Andrew Selee is director of the Mexico Institute at the Woodrow Wilson International Center for Scholars in Washington, D.C. He spoke with Mexico Bureau chief Alfredo Corchado about Mexico's drug war and consequences for Texas and the United States. Here are excerpts:
How concerned is the Obama administration about the situation in Mexico?
The Obama administration is quite aware of the situation in Mexico.
They are not concerned about a collapse of the state, as with Colombia in the 1990s, but rather worried about the strain of ongoing violence on a country so important to the United States and right next door.
There is a general confidence that Mexico will pull through this, but awareness that it may take years.
Officially, everyone touts cooperation between the U.S. and Mexico as the best ever. What needs to be done to further that cooperation to ensure results?
Cooperation is actually better than ever before, more spread across different departments, and with a sense of greater partnership, but it's not always clear if there is an overarching strategy to deal with organized crime or address the other many issues on the U.S.-Mexico agenda. There is some evidence they are working on this, but it's still a long way off. There is also a greater need to coordinate with state and local governments and nongovernmental actors who have their own cooperation efforts across the border.
The Woodrow Wilson Center just completed a trip along parts of the U.S.-Mexico border. What lessons did you come away with?
It was startling to see some of the cross-border cooperation going in between agencies in Tijuana and San Diego. Not just federal government agencies, but also city and county police departments, nongovernmental organizations, and business networks. It gave us hope. In Tijuana, they seem to have limited the role of the military to pursuing high-value targets and worked on strengthening courts and police to make it harder for criminal organizations to operate. I'm not sure that's the magic bullet, but it seemed like there were lessons there that might work well elsewhere along the border, especially in Juárez and some of the other cities along the Texas border.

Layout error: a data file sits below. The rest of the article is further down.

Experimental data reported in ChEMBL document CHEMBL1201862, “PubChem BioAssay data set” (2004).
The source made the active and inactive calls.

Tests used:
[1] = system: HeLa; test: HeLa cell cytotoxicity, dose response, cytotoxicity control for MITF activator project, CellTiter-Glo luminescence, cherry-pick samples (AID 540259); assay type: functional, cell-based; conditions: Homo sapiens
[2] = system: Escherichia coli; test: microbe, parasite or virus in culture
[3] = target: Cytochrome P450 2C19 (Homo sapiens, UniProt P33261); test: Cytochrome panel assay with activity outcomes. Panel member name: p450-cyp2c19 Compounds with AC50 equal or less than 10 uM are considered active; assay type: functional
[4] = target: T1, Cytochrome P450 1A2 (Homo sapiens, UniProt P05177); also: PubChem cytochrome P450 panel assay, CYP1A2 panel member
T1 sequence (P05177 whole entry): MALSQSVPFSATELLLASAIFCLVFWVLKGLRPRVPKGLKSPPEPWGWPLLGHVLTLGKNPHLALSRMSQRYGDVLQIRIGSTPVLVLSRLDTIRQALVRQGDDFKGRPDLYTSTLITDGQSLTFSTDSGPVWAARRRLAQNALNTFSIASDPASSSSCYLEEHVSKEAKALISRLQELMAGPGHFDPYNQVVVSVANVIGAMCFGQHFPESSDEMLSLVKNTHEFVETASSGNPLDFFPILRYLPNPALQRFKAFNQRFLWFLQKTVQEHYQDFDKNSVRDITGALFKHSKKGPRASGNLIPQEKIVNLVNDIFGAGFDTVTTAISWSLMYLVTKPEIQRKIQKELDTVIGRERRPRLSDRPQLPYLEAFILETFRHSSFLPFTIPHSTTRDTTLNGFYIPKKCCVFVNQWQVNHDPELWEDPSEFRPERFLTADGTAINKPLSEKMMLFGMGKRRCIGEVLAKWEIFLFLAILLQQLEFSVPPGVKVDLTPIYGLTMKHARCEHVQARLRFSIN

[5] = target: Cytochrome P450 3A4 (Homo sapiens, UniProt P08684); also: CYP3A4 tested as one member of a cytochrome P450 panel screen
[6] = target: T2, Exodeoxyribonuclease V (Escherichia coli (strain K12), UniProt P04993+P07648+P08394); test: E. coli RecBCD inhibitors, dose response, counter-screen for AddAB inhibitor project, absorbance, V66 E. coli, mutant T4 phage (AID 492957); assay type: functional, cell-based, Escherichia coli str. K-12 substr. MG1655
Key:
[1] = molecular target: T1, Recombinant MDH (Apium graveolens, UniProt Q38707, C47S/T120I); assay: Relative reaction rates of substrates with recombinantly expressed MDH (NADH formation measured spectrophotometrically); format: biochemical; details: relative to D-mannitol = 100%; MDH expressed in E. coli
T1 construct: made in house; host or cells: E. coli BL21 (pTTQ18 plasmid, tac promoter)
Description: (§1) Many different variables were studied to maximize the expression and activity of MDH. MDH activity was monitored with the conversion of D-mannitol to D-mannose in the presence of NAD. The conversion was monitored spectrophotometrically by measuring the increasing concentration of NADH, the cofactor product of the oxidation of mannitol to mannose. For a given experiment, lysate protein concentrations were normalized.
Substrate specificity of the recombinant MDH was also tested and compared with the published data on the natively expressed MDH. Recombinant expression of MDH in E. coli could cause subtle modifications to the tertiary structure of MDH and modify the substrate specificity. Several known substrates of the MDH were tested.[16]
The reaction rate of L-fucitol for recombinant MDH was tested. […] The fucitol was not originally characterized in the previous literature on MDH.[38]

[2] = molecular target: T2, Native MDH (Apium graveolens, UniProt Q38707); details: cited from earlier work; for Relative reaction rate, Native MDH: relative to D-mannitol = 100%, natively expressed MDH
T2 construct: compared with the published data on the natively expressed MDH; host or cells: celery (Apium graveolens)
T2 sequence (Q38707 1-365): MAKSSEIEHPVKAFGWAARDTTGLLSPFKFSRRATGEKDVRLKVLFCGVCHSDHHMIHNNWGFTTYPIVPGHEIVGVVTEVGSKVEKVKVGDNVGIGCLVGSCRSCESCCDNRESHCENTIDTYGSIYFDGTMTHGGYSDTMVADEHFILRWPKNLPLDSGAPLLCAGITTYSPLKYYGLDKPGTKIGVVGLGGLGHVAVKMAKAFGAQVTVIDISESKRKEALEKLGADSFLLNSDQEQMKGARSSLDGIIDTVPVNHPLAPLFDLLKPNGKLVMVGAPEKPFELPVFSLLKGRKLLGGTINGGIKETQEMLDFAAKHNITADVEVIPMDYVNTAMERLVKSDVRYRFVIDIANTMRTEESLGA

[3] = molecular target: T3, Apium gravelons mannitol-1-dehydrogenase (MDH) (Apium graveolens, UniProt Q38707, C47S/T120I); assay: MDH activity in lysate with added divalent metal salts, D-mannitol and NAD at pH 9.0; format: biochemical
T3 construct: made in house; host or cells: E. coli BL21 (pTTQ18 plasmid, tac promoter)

From your perspective, what else should Mexico be doing to make President Felipe Calderón's strategy work? The Mexican government – and Mexican society – deserves credit for realizing what a big problem organized crime is and beginning to address it. There is no long-term effort that will work without strengthening police, prosecutors and courts and rooting out corrupt officials who aid and abet organized crime. They are already doing much of this, but it's about establishing a strategy for rule of law more than attacking the drug cartels.
What should the United States be doing to help Calderón? Is enough being done?
Our drug problem in the U.S. is the root of Mexico's problem with organized crime. We're sending 15 to 25 billion dollars from narcotics sales in the U.S. back to Mexico each year, and that's what fuels the violence. The best thing we could do is get a handle on our obsession with narcotics and take efforts to reduce consumption. In the meantime, we can also do more to interrupt the flow of illegal money back. We can also keep helping Mexico go after the criminal groups and build rule of law, but our greatest contribution would be in undercutting the market for drugs here.
The focus is often on the border, but how are other communities, say Atlanta, Dallas, or even New York City being impacted by the situation in Mexico?
Dallas, Atlanta and even New York are all major transshipment points for illegal narcotics coming into the United States – hand-off locations where drugs pass from these Mexican-based traffickers to U.S.-based distributors. Fortunately we haven't seen as much violence on the U.S. side, because traffickers are afraid of the police and the courts, but in the end, the biggest narcotics market and the biggest profits are here. I don't expect us to see a rise in violence on the U.S. side, but anything could happen in this business. It's worth remembering that all these groups we're talking about in Mexico operate in Dallas, Atlanta and New York, and they have U.S.-based partners in crime.